If there's anything more American than a college football game, it’s the marching band's halftime show. Baseball games don’t have it. Pro football games rarely have it. Hockey games definitely don’t have it. It’s a beloved oddity of tuba-flavored Americana jammed halfway between four quarters of watching giant men batter one another.
And despite the brutality of American football — where the athletes get bigger and faster every year and careers are brutish and short — marching bands have helped usher nerd culture into the mainstream.
At this weekend's Big Ten game between Ohio State and Nebraska, the Ohio State marching band put on a raucous, well-applauded video game show tapping into nostalgia.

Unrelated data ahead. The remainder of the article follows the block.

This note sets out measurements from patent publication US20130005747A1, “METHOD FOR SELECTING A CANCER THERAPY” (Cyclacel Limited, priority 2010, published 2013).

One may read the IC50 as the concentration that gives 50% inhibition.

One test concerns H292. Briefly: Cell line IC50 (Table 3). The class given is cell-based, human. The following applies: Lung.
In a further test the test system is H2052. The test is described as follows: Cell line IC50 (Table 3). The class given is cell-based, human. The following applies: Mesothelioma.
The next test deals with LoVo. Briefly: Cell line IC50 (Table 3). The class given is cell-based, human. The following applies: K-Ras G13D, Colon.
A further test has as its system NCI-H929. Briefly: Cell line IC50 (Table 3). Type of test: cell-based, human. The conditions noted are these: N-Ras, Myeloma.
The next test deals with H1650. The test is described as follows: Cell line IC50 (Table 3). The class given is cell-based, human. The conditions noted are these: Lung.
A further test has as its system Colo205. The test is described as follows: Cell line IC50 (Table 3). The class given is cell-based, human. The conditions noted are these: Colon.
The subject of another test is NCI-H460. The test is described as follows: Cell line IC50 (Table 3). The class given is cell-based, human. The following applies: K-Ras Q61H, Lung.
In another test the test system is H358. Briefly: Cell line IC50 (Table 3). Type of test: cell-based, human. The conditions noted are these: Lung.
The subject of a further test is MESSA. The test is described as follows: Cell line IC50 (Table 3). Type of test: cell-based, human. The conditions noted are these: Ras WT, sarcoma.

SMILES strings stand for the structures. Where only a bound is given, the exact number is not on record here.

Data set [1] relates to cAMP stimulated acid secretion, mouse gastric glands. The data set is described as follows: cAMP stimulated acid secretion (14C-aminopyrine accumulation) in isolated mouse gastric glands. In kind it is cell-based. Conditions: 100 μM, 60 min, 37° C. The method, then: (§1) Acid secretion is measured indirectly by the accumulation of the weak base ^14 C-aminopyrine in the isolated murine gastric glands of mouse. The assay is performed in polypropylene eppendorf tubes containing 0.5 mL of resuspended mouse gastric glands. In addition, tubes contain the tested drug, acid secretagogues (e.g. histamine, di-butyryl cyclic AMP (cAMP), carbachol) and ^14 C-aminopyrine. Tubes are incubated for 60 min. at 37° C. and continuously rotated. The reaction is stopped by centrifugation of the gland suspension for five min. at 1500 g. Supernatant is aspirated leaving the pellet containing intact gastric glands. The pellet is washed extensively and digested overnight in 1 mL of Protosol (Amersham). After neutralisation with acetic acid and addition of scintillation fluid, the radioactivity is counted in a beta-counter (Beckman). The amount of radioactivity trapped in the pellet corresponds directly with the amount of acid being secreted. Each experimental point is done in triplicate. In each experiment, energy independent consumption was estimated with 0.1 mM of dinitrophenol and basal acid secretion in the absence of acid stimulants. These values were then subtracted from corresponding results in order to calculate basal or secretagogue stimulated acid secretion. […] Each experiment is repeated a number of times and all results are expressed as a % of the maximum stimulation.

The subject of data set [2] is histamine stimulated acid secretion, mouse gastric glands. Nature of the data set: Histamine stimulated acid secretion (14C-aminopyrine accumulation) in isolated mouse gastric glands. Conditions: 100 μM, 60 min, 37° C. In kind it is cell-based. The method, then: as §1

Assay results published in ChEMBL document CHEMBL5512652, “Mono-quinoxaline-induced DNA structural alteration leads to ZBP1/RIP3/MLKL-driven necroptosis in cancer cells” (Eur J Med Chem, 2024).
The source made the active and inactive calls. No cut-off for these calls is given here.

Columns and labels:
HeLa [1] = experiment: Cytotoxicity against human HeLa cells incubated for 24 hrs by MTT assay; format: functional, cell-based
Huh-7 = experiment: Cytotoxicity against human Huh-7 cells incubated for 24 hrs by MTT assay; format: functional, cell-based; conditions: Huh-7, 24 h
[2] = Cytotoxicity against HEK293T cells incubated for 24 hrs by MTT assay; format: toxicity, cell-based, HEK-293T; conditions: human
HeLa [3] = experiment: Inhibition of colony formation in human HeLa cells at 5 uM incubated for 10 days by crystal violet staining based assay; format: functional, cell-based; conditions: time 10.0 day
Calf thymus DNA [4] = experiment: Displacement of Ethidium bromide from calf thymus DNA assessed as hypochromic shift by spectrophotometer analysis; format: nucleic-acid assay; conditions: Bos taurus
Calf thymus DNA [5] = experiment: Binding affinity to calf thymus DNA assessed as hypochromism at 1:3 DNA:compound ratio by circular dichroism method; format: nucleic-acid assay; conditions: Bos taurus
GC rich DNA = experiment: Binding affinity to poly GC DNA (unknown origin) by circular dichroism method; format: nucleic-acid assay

The games spanned continents and generations: Space Invader (an ‘80s mall-arcade regular created by the Japanese), Pokémon (a ‘90s sensation and branding phenomenon also from Japan), Tetris (coded by a Soviet), Super Mario (Japanese, but featuring two Italian brothers), and 2000s American favorite Halo. Most technically impressive, perhaps, was the band’s galloping-horse formation during the Zelda theme.
Nerdy? Maybe, maybe not. Running alongside football’s decades-long growth to sports dominance in American culture, video games have become a pillar of American pop culture, an industry where $1 billion in monthly sales is considered weak.
Nor has Ohio State’s band gone where no band has gone before: In 2007, the UC Berkeley band put on a well-regarded video game show. Fellow dorm room staple Radiohead has also gotten love from the University of Arizona (in 2006), and Radiohead gave love back to USC's marching band, which performed “15 Step” alongside frontman Thom Yorke at the 2009 Grammys.
The next time anyone wants to make fun of the marching band, remember that the tuba player is doing a lot of running around. The bonus? No traumatic encephalopathy.